My kitchen training was focused on the professional kitchen techniques, and also in different Peruvian cuisines (from the north to the south) and yes I had instruction in different South American cuisine.

 

Early at your chef career you left Peru and worked as Head Chef at Keenwa a Peruvian Restaurant in Cape Town, South Africa. Even the Keenwa was a Peruvian Restaurant, could you learn something from the South African kitchen?

Cape Town was my first international experience, this was the moment that I understood that not many people know about Peruvian cuisine. It was a great experience to introduce my roots, but also what I learned there was incredible, the flavours and the way they use the spices and vegetables, the different type of meats, this experience has helped to develop my own style of cuisine.

 

 

In 2012 you worked the first time in Hongkong as Head Chef for a Peruvian restaurant. Are the expectations on Peruvian kitchen different in Hongkong?

In 2012, not many people in Hong Kong knew about Peruvian Cuisine. In the beginning, we were confused with Mexican cuisine, and our flavours were too intense for the city. I learned to refine the milder flavours in my cuisine without losing my essence. Tt was not easy introduce our style of cuisine, but what mattered at that point was that even if the guests couldn’t understand the cuisine, they enjoyed eating it.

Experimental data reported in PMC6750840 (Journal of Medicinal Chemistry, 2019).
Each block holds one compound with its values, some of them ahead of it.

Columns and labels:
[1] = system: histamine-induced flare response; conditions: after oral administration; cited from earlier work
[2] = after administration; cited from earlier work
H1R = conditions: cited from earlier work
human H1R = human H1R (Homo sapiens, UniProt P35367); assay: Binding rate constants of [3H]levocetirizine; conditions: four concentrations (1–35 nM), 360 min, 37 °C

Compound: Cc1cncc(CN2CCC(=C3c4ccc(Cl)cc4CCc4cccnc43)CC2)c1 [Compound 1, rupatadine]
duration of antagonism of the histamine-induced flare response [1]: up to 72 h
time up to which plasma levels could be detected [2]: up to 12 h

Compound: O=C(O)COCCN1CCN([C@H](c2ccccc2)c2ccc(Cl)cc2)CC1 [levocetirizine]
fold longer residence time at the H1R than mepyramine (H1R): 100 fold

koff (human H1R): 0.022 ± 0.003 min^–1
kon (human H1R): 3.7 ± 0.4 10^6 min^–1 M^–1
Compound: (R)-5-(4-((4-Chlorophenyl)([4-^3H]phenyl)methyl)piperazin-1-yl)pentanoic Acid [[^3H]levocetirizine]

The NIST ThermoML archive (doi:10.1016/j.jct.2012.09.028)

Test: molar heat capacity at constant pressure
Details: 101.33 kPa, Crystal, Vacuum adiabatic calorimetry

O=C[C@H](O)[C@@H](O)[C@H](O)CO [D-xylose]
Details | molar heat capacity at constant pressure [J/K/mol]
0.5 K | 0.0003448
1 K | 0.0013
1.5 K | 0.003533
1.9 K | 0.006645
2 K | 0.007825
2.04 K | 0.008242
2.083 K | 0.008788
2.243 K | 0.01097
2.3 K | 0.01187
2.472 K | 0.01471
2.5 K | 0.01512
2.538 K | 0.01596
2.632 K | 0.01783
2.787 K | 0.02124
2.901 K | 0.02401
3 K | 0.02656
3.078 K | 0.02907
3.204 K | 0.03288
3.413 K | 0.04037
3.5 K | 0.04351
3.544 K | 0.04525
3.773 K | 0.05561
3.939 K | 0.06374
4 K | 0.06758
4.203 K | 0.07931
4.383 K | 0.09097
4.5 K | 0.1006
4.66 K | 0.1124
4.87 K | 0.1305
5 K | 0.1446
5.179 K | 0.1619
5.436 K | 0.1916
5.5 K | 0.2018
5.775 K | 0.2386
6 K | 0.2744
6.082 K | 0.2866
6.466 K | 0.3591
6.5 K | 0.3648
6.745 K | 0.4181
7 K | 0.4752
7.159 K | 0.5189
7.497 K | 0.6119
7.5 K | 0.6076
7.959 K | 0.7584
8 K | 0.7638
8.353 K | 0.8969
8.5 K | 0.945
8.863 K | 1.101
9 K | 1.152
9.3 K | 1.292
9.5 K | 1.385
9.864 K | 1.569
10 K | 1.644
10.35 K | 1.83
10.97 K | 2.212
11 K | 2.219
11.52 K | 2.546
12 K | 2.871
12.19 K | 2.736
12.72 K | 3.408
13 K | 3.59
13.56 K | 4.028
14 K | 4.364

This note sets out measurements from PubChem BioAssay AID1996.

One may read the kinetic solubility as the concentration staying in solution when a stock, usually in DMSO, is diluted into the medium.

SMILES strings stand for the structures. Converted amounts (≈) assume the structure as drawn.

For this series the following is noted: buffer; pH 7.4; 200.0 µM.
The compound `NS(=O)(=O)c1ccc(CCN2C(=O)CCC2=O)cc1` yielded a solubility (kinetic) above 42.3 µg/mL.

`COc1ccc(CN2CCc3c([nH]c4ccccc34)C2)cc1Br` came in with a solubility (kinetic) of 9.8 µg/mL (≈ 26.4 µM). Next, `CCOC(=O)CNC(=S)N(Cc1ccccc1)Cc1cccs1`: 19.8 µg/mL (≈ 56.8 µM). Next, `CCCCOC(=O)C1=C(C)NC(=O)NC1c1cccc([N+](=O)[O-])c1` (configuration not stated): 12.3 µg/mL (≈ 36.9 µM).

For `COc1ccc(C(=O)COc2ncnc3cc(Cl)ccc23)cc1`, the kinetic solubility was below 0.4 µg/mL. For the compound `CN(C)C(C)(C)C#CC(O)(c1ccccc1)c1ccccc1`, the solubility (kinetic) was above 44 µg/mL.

In Singapore you worked as Signature Chef de Cuisine for the luxury “the patina capitol Singapore”. How did the time in Singapore inspired you as a chef/ have you been influenced from some Asian cooking?

Unfortunately, The Patina Capitol Singapore didn’t open at that time, so I was based in the office for almost a year. I never regret that time because I was able to do my own research and try the gorgeous food in Singapore, which surprisingly has a lot of influence for different Asian countries, I must say that every country I have been to has taught me a lot and also brought me inspiration.

 

Since 2016 you are working as Executive Chef at the TokyoLima. Some people describe it as “South American and Japanese cuisine restaurant” and some as “Peruvian and Japanese cuisine restaurant”. How would you describe it best?

TokyoLima project started in July 2018, but at that time I was in Singapore and the challenge was to open the First Nikkei restaurant in Hong Kong. Nikkei is a cuisine with more than 30 years in Peru, is based on Japanese technique with Peruvian ingredients. So since I’m more Peruvian than Japanese I decided to build the menu at TokyoLima as a Nikkei restaurant with more Peruvian technique and flavour using Japanese Ingredients. So let’s say it’s the other way around than you will find in Peruvian Nikkei Cuisine.

Does the Peruvian kitchen fusion kitchen suits best with the Japanese kitchen and if so way?